Fundamentals of an ATRP Reaction
- Early Emulsion Systems
- A "true" Emulsion system
- Inverse Miniemulsion
ATRP is a particularly successful CRP that has attracted commercial interest(1) because of its easy experimental setup, use of readily accessible and inexpensive catalyst components, usually copper complexes formed with commercially available aliphatic amines, imines, or pyridine based ligands, and simple commercially available or easily prepared initiators or macroinitiators (often alkyl halides).
ATRP is probably the most robust and efficient CRP, and well-defined polymers with controlled topology, composition and preselected site specific functionality can be prepared over a range of temperatures without the formation of side products. Historically, the primary objection to commercial introduction of materials prepared by ATRP was the presence of a significant amount of the transition metal catalyst complex in the final product. This barrier to commercialization is continuing to be addressed within the Matyjaszewski group(2) and within several industrial entities.(3-4) Commercially viable ATRP systems with reduced concentration of the transition metal complex, in the low ppm levels, have been developed, simplifying purification of the final product.(5-8)
As noted on the introductory page, one of the primary objectives of the research conducted in the Matyjaszewski group is development of an understanding of the mechanistic features, or parameters, influencing transition metal catalyzed living/controlled radical polymerization. ATRP, and numerous improvements to the basic ATRP process, remains the subject of an extensive, active patent portfolio at Carnegie Mellon University.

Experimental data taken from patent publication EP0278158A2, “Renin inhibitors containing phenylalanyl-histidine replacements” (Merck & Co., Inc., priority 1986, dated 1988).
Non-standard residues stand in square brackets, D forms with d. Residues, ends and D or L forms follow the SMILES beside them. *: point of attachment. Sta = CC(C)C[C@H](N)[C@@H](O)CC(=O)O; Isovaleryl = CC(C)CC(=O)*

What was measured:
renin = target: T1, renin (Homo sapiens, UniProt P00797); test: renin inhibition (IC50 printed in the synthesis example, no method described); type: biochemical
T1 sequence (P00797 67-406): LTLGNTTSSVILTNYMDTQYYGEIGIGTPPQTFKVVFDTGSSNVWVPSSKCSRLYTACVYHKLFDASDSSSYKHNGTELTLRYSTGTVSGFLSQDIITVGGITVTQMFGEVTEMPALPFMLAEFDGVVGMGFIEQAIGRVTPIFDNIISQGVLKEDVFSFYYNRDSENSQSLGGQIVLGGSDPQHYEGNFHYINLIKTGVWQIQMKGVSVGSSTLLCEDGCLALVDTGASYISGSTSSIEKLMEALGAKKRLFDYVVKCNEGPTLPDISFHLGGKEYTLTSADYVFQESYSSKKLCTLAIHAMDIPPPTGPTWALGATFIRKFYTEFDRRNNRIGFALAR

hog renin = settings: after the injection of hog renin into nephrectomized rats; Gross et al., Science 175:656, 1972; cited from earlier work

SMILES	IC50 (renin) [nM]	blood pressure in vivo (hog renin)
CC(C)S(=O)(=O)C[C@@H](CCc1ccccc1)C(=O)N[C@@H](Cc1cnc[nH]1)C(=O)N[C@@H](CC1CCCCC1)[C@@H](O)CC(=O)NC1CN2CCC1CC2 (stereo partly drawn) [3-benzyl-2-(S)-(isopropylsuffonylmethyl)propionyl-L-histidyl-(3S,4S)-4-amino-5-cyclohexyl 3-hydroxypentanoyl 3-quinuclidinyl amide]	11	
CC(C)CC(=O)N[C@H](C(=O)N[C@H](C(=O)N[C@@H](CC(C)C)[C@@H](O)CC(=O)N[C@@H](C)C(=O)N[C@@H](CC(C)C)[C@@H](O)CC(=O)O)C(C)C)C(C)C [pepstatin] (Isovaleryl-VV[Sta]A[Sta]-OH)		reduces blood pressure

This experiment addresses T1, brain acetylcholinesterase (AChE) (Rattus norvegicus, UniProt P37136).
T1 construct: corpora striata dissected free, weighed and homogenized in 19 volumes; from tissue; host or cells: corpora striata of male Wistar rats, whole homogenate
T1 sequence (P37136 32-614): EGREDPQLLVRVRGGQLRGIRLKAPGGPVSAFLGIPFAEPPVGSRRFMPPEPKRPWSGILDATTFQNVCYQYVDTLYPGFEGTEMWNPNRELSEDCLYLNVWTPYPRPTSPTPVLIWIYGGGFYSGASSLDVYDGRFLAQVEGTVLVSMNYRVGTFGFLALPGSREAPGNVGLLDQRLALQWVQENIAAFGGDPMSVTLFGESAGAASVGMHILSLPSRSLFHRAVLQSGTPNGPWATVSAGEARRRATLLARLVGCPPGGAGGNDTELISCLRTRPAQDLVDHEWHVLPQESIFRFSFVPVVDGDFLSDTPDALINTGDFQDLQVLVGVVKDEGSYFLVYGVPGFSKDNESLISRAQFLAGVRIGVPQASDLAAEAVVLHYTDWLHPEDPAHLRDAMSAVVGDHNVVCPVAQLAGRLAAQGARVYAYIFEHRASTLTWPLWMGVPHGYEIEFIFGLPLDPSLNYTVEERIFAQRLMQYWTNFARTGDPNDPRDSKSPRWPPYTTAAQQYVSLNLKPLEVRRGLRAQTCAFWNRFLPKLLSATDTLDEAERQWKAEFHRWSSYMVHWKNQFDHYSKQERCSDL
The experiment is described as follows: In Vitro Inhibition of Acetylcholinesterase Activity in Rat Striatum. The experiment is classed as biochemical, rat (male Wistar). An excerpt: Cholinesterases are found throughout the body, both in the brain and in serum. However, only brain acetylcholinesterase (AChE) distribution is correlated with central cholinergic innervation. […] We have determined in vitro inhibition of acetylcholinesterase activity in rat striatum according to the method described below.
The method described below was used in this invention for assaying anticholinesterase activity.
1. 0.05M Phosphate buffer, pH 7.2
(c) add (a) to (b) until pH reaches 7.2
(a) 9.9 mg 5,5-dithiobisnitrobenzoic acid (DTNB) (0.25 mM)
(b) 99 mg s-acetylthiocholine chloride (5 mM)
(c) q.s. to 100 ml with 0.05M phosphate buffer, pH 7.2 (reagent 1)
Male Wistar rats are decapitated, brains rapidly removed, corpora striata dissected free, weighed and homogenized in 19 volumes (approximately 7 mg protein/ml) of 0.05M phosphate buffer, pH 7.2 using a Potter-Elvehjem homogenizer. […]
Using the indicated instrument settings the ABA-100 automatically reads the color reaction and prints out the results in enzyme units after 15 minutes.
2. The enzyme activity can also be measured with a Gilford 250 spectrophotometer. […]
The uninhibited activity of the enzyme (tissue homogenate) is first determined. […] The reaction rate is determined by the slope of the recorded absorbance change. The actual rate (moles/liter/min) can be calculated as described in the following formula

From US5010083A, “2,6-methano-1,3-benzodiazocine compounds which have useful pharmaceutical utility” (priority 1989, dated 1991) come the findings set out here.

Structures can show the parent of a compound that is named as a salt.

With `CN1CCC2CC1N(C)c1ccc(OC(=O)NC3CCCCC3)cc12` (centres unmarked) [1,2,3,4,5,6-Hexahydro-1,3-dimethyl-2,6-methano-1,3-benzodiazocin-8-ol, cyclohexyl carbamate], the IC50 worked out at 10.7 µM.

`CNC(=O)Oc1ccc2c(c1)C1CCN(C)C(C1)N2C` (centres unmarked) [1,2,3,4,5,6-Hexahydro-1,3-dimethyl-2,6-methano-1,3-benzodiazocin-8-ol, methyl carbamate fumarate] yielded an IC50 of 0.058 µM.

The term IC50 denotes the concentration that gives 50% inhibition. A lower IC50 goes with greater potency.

This portfolio was the first to disclose and protect controlled polymerization processes using components claimed by others to operate through a different mechanism, e.g. systems based on addition or formation of Cu(0)/Cu(II) based catalyst complexes. The patent portfolio also covers the composition of many materials prepared for the first time by ATRP. Indeed, because ATRP was the first robust CRP process, and RAFT polymerization processes and second generation NMP mediators were not developed until later than 1995, many materials disclosed in the initial CMU patents are materials that were prepared for the first time by any CRP process. The patents cover polymerizations conducted with the four fundamental components of an ATRP reaction, listed below, and ATRP conducted in biphasic media, including a full spectrum of heterogeneous aqueous media,(9) and grafting from initiators tethered to solid surfaces.(10-11)
(1) Matyjaszewski, K.; Spanswick, J. Materials Today 2005, 8, 26-33.
(2) Matyjaszewski, K.; Pintauer, T.; Gaynor, S. Macromolecules 2000, 33, 1476-1478.
(3) Kitano, K.; Nakagawa, Y. In Jpn. Kokai Tokkyo Koho; (Kanegafuchi Chemical Industry Co., Ltd., Japan). JP2001323012, 2001; p 23 pp.
(4) Yamahiro, M.; Fujita, M.; Oikawa, T.; Okuma, Y.; Watanabe, K.; Ono, K.; Tsujii, T.; Fukuda, T. In Jpn. Kokai Tokkyo Koho; (Chisso Corp., Japan). Jp, 2005; p 75 pp.
(5) Matyjaszewski, K.; Bombalski, L.; Jakubowski, W.; Min, K.; Spanswick, J.; Tsarevsky, N. In PCT Int. Appl.; (Carnegie Mellon University, USA). WO 2005087819, 2005; p 96 pp.
(6) Matyjaszewski, K.; Jakubowski, W.; Spanswick, J. In PCT Int. Appl.; (Carnegie Mellon University, USA). WO2007025310, 2007; p 95pp.
(7) Pintauer, T.; Matyjaszewski, K. Chem. Soc. Rev. 2008, 37, 1087-1097.
(8) Magenau, A. J. D.; Kwak, Y.; Schroder, K.; Matyjaszewski, K. ACS Macro Lett. 2012, 1, 508-512.
(9) Min, K. In Chemistry of Synthetic High Polymers; Carnegie-Mellon Univ: Pittsburgh, 2008; p 238 pp.
(10) Pyun, J.; Jia, S.; Kowalewski, T.; Patterson, G. D.; Matyjaszewski, K. Macromolecules 2003, 36, 5094-5104.
(11) Matyjaszewski, K.; Dong, H.; Jakubowski, W.; Pietrasik, J.; Kusumo, A. Langmuir 2007, 23, 4528-4531.